AEM220_206 - AEM220, Introduction to Business Management....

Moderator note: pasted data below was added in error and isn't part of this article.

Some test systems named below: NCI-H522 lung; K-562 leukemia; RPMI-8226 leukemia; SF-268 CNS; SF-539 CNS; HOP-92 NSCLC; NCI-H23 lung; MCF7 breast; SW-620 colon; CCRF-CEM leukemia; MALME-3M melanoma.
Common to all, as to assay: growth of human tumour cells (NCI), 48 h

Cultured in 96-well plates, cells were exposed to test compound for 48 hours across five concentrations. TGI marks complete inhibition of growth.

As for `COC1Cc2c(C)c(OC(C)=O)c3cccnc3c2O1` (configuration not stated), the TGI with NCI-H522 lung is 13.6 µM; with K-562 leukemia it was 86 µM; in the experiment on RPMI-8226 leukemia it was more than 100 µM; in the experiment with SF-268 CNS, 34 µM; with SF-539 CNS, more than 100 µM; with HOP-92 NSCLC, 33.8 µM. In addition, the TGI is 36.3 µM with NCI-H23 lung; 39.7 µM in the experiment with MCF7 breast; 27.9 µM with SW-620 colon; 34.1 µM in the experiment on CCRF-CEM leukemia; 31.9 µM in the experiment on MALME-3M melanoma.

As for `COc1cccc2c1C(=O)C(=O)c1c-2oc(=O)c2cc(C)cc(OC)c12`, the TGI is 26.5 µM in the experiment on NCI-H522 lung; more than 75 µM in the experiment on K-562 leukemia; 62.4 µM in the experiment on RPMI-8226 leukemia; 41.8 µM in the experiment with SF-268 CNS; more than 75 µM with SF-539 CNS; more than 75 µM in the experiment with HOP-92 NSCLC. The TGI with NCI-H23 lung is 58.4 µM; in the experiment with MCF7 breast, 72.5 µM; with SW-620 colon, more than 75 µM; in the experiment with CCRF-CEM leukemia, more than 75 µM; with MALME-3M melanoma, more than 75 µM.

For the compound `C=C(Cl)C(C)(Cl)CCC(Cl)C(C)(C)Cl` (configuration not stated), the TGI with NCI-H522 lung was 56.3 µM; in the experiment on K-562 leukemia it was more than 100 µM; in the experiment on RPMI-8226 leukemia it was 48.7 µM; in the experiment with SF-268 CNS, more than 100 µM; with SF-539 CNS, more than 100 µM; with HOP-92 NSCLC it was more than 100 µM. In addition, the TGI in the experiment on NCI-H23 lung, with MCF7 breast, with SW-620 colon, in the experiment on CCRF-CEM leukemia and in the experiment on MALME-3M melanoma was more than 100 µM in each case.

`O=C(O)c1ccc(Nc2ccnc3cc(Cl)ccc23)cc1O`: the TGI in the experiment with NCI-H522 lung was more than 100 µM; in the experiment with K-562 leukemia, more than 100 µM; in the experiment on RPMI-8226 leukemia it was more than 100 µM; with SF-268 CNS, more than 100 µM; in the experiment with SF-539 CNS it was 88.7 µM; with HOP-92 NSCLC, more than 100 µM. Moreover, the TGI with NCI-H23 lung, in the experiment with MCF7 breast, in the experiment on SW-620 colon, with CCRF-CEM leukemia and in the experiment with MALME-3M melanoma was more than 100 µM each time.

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Unformatted text preview: AEM220, Introduction to Business Management. Wednesday 2/6 Job related motivation Motivation (II) Engagement and organizational culture Self-efficacy Human Capital The sum total of the knowledge, skills, talents and abilities of a business firm's owners and employees; Employee Stress and Employee Trust W Start from a position of trust Drops in productivity Chronic lateness W Be consistent Absenteeism W Listen with an open mind & Careless with details respect others' opinions Unable to work with others W Admit your mistakes Negative attitudes about work W Give credit where credit is due Withdrawal from co-workers Easily upset/angered Job Oriented Motivational Techniques Job Enrichment/Redesign Skill Variety Task Identity/Significance Autonomy Feedback Job Simplification Job Enlargement Job Rotation Job Enrichment Job variety The extent to which a job demands different skills; The degree to which a job requires doing a task with a visible outcome from beginning to end; The degree to which the job has a substantial impact on the lives or work of others in the company; The degree of freedom, independence, and discretion in scheduling work and determining procedures; The amount of direct and clear information that is received about job performance. Task identity Task significance Autonomy Feedback Self-efficacy People's beliefs about their capabilities to produce designated levels of performance that exercise influence over events that affect their lives. Sources of self-efficacy Mastery experience Modeling Social persuasion Minimization of stress and faulty attributions Individual's choice among activities, Persistence when problems arise Performance ratings Attendance Consequences of self-efficacy Socialization The process of influencing the expectations, behavior, and attitudes of a new employee in a way considered desirable by the organization. Socialization tools Orientation Job rotation Coaching Apprenticeship Modeling Mentoring The Psychological Contract A set of unwritten reciprocal expectations between an individual employee and an organization "The traditional promise of either a secure job and a fair day's pay for a fair day's work or a career in the organization in return for loyalty and hard, high quality work is no longer tenable" Components of the psychological contract Fairness Trust The "delivery of the deal" Organizational Culture Widely shared values within an organization that provide unity and cooperation to achieve common goals McDonald's Harley-Davidson Caterpillar Trust Service High moral and ethical values - CSR Elements of a sustaining corporate culture Engagement A positive attitude to the job, creating alignment with the organization goals and brand; A positive, fulfilling, work-related state of mind that is characterized by vigor, dedication, and absorption Burnout is an erosion of engagement, whereby `Energy turns into exhaustion, involvement turns into cynicism, and efficacy turns into ineffectiveness' Drivers of Engagement Organizational drivers Working life drivers Organizational culture Organizational / product brand Senior management leadership Line managers commitment Communication Management drivers Recognition Supportive colleagues Developing potential Clarity of expectations Flexibility Work/life balance Involvement in decision making Working environment Further reading Is the Psychological Contract Worth Taking Seriously? David E. Guest Journal of Organizational Behavior, Vol. 19, Special Issue: The Psychological Contract at Work. (1998), pp. 649-664. Bandura, A. (1994). Self-efficacy. In V. S. Ramachaudran (Ed.), Encyclopedia of human behavior (Vol. 4, pp. 71-81). New York: Academic Press. The practice of engagement, Richard McBain, Strategic HR Review; Sep/Oct 2007; Job demands, job resources, and their relationship with burnout and engagement: a multi-sample study, WILMAR B. SCHAUFELI AND ARNOLD B. BAKKER, Journal of Organizational Behavior 25, 293315 (2004) Takeaways Human capital is an indispensable resource for an organization; The management of human capital includes the management of socialization processes, corporate culture, and the psychological contract; A healthy organization will promote commitment, engagement, and self-efficacy among its members. ...
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